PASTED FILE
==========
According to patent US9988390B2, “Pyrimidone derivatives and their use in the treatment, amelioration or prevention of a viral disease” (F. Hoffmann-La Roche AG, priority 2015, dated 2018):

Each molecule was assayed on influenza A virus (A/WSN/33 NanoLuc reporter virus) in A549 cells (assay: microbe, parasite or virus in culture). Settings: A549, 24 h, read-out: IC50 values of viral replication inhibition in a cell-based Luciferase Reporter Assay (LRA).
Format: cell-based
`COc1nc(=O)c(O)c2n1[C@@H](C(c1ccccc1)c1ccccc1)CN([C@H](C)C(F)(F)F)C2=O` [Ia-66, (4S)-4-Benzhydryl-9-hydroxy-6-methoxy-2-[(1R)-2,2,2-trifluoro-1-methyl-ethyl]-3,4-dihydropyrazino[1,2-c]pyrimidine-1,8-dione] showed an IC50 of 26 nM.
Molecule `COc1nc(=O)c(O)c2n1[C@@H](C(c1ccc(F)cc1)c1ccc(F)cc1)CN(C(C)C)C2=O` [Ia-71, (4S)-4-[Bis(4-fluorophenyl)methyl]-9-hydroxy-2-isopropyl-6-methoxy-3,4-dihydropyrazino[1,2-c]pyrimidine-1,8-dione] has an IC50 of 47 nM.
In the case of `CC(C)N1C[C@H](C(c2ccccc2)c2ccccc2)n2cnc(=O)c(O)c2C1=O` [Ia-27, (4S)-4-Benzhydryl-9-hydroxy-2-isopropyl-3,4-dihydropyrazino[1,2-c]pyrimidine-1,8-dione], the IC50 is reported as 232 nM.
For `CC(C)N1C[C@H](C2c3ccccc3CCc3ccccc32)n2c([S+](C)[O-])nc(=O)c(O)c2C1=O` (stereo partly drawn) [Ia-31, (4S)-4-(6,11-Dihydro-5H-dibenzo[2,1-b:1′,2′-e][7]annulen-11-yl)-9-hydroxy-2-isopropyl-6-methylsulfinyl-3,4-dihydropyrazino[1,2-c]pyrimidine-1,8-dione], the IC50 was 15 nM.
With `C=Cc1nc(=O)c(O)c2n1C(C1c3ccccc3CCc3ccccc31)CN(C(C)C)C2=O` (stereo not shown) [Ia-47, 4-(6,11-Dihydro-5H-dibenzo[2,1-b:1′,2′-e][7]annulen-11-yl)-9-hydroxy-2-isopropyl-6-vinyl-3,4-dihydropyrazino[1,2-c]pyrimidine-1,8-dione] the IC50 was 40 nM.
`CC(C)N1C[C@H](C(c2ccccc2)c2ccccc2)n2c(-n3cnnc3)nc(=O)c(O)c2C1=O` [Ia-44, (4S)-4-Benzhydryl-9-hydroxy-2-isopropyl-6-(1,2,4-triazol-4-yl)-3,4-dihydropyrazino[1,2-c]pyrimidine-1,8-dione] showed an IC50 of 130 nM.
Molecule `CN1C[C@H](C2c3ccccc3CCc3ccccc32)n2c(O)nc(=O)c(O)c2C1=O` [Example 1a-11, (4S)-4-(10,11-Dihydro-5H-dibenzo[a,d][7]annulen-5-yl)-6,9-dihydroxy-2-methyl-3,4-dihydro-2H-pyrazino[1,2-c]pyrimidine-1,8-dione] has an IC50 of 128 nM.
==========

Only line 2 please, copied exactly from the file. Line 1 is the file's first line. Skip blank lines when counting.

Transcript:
Each molecule was assayed on influenza A virus (A/WSN/33 NanoLuc reporter virus) in A549 cells (assay: microbe, parasite or virus in culture). Settings: A549, 24 h, read-out: IC50 values of viral replication inhibition in a cell-based Luciferase Reporter Assay (LRA).